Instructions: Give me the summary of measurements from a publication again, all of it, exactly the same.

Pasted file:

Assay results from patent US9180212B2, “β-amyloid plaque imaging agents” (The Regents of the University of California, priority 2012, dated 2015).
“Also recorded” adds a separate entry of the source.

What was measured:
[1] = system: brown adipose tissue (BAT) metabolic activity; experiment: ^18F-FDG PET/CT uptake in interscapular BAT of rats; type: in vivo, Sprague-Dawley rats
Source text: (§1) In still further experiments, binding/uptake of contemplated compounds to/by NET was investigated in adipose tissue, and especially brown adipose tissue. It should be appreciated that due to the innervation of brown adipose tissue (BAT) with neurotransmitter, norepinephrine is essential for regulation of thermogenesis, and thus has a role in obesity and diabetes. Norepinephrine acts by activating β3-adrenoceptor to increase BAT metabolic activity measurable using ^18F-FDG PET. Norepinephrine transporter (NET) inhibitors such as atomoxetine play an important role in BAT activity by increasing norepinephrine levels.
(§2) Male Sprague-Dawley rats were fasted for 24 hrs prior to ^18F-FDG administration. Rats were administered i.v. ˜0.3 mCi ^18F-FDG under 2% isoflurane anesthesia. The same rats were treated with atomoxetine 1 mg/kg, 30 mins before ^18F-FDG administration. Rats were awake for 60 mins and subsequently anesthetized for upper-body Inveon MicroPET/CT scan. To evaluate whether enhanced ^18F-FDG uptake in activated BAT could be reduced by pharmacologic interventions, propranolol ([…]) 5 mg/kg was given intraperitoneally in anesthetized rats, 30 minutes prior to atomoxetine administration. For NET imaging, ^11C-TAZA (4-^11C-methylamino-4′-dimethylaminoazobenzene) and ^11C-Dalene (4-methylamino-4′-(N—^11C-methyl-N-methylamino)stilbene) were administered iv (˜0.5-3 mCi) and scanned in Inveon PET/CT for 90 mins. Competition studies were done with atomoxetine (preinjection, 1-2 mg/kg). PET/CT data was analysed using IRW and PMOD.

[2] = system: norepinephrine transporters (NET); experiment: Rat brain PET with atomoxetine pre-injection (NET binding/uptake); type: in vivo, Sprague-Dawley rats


Assay results from patent US9180212B2, “β-amyloid plaque imaging agents” (The Regents of the University of California, priority 2012, dated 2015).
“Also recorded” adds a separate entry of the source.

What was measured:
[1] = system: brown adipose tissue (BAT) metabolic activity; experiment: ^18F-FDG PET/CT uptake in interscapular BAT of rats; type: in vivo, Sprague-Dawley rats
Source text: (§1) In still further experiments, binding/uptake of contemplated compounds to/by NET was investigated in adipose tissue, and especially brown adipose tissue. It should be appreciated that due to the innervation of brown adipose tissue (BAT) with neurotransmitter, norepinephrine is essential for regulation of thermogenesis, and thus has a role in obesity and diabetes. Norepinephrine acts by activating β3-adrenoceptor to increase BAT metabolic activity measurable using ^18F-FDG PET. Norepinephrine transporter (NET) inhibitors such as atomoxetine play an important role in BAT activity by increasing norepinephrine levels.
(§2) Male Sprague-Dawley rats were fasted for 24 hrs prior to ^18F-FDG administration. Rats were administered i.v. ˜0.3 mCi ^18F-FDG under 2% isoflurane anesthesia. The same rats were treated with atomoxetine 1 mg/kg, 30 mins before ^18F-FDG administration. Rats were awake for 60 mins and subsequently anesthetized for upper-body Inveon MicroPET/CT scan. To evaluate whether enhanced ^18F-FDG uptake in activated BAT could be reduced by pharmacologic interventions, propranolol ([…]) 5 mg/kg was given intraperitoneally in anesthetized rats, 30 minutes prior to atomoxetine administration. For NET imaging, ^11C-TAZA (4-^11C-methylamino-4′-dimethylaminoazobenzene) and ^11C-Dalene (4-methylamino-4′-(N—^11C-methyl-N-methylamino)stilbene) were administered iv (˜0.5-3 mCi) and scanned in Inveon PET/CT for 90 mins. Competition studies were done with atomoxetine (preinjection, 1-2 mg/kg). PET/CT data was analysed using IRW and PMOD.

[2] = system: norepinephrine transporters (NET); experiment: Rat brain PET with atomoxetine pre-injection (NET binding/uptake); type: in vivo, Sprague-Dawley rats